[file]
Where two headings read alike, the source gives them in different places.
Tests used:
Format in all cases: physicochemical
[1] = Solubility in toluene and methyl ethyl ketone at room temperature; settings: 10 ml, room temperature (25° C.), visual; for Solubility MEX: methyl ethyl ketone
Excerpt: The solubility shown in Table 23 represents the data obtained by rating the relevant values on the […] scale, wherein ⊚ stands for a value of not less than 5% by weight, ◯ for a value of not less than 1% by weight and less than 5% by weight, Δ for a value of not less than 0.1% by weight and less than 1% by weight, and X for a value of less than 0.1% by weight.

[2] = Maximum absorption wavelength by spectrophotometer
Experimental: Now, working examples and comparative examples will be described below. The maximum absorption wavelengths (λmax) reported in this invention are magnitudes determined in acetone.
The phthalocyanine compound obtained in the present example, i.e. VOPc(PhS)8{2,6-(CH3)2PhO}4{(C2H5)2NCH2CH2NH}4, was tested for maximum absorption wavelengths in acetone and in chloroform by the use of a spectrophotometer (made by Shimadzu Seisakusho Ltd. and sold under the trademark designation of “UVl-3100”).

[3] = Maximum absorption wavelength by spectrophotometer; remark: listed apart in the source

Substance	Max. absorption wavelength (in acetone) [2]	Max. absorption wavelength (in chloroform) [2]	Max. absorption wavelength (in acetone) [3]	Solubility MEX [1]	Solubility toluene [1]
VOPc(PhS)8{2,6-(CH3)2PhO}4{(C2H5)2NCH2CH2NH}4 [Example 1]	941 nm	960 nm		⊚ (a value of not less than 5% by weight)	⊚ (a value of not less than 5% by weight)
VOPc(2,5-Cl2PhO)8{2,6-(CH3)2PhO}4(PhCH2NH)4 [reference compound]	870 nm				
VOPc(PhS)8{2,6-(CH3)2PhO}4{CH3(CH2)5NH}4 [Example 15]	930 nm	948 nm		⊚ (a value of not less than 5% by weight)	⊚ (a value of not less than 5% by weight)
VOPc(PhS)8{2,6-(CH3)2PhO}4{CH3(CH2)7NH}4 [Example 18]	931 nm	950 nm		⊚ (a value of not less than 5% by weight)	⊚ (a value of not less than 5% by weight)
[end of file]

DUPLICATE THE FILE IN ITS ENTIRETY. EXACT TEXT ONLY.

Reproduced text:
Where two headings read alike, the source gives them in different places.
Tests used:
Format in all cases: physicochemical
[1] = Solubility in toluene and methyl ethyl ketone at room temperature; settings: 10 ml, room temperature (25° C.), visual; for Solubility MEX: methyl ethyl ketone
Excerpt: The solubility shown in Table 23 represents the data obtained by rating the relevant values on the […] scale, wherein ⊚ stands for a value of not less than 5% by weight, ◯ for a value of not less than 1% by weight and less than 5% by weight, Δ for a value of not less than 0.1% by weight and less than 1% by weight, and X for a value of less than 0.1% by weight.

[2] = Maximum absorption wavelength by spectrophotometer
Experimental: Now, working examples and comparative examples will be described below. The maximum absorption wavelengths (λmax) reported in this invention are magnitudes determined in acetone.
The phthalocyanine compound obtained in the present example, i.e. VOPc(PhS)8{2,6-(CH3)2PhO}4{(C2H5)2NCH2CH2NH}4, was tested for maximum absorption wavelengths in acetone and in chloroform by the use of a spectrophotometer (made by Shimadzu Seisakusho Ltd. and sold under the trademark designation of “UVl-3100”).

[3] = Maximum absorption wavelength by spectrophotometer; remark: listed apart in the source

Substance	Max. absorption wavelength (in acetone) [2]	Max. absorption wavelength (in chloroform) [2]	Max. absorption wavelength (in acetone) [3]	Solubility MEX [1]	Solubility toluene [1]
VOPc(PhS)8{2,6-(CH3)2PhO}4{(C2H5)2NCH2CH2NH}4 [Example 1]	941 nm	960 nm		⊚ (a value of not less than 5% by weight)	⊚ (a value of not less than 5% by weight)
VOPc(2,5-Cl2PhO)8{2,6-(CH3)2PhO}4(PhCH2NH)4 [reference compound]	870 nm				
VOPc(PhS)8{2,6-(CH3)2PhO}4{CH3(CH2)5NH}4 [Example 15]	930 nm	948 nm		⊚ (a value of not less than 5% by weight)	⊚ (a value of not less than 5% by weight)
VOPc(PhS)8{2,6-(CH3)2PhO}4{CH3(CH2)7NH}4 [Example 18]	931 nm	950 nm		⊚ (a value of not less than 5% by weight)	⊚ (a value of not less than 5% by weight)